Margaret Cashion  |  310-795-2200  |  margaret@HillsofLA.com  |  © 2018  |   CalDRE#01376586

Why Buy Land in The Desert?

One option would be to buy the land, and plant trees as a way to combat the climate crisis.

Read more about the benefits of planting trees here: https://ind.pn/2HtcOfA

 

And an excerpt from the article... "Scientists have established there is room for an additional 1.2 trillion trees to grow in parks, woods and abandoned land across the planet. If such a goal were accomplished, ecologist Dr Thomas Crowther said it would outstrip every other method for tackling climate change."

Here is a list of trees native to the Palmdale/Alpine Butte area, planting native trees is important so it does not cause an upset to the ecosystem...

The Fremont Cottonwood is a large tree growing from 12-35 meters in height. It's an important plant for birds and butterflies.
Fremont Cottonwoods are tough and easy to grow. When properly situated they can reach up to 100 feet in height and 35 feet in width.  Pretty much foolproof as long as it gets enough water.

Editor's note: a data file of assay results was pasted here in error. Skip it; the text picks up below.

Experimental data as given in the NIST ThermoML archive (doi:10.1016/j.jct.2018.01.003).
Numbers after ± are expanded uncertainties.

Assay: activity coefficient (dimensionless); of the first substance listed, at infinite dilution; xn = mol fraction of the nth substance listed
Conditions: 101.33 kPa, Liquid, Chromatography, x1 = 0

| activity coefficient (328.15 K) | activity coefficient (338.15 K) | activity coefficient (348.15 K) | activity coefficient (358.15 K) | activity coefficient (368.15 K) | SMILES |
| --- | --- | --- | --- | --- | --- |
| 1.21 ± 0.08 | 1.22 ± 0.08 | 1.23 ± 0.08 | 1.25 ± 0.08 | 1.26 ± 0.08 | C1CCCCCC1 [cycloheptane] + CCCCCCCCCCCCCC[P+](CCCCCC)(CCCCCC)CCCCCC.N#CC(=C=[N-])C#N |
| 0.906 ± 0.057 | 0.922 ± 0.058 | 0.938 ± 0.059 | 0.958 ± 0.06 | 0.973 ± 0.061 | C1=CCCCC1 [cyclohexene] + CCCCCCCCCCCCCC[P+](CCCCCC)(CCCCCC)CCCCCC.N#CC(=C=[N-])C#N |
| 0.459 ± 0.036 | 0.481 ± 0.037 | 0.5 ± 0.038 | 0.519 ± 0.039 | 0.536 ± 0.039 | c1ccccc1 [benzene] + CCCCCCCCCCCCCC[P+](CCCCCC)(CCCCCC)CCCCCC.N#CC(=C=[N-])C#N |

California Juniper is a species in the Cupressaceae (Cypress) family native to southwestern North America; as the name implies, it is mainly found in California In the garden this plant is tolerant of many soils and requires minimal water once established. It becomes wider than tall so give it plenty of room.

Foothill Pine is a native tree that grows in southern California. It grows in an upright form to a height of 80 feet, and tends to grow in places with poor soils, at elevations from 0-4500 feet. With irrigation even once per month, this tree will grow quickly to 40-60 feet. It's fairly lacey form allows plenty of light to come through, so you can plant understory plants below without much problem.

Mesquite native to the southwestern United States. It is highly adapted to arid environments with a very deep taproot (up to 100 ft.) to reach underground water. The fruit is a nutritious "bean pod" that is valued by many animals and was eaten by native people of the desert. It has spines and caution should be used when deciding where to plant it. It is an essential plant for the desert wildlife garden.

Honey Mesquite, is native to the southwestern United States and an important habitat plant for many species of wildlife. In some settings it will remain a low growing shrub forming dense thickets that are used as refuge by rabbits, quail, and other animals. In other settings it grows as a tree that reaches 20-30 feet, rarely as tall as 50 feet. It is highly adapted to arid environments with a very deep taproot (up to 100 ft.) to reach underground water. It is an essential plant for the desert wildlife garden.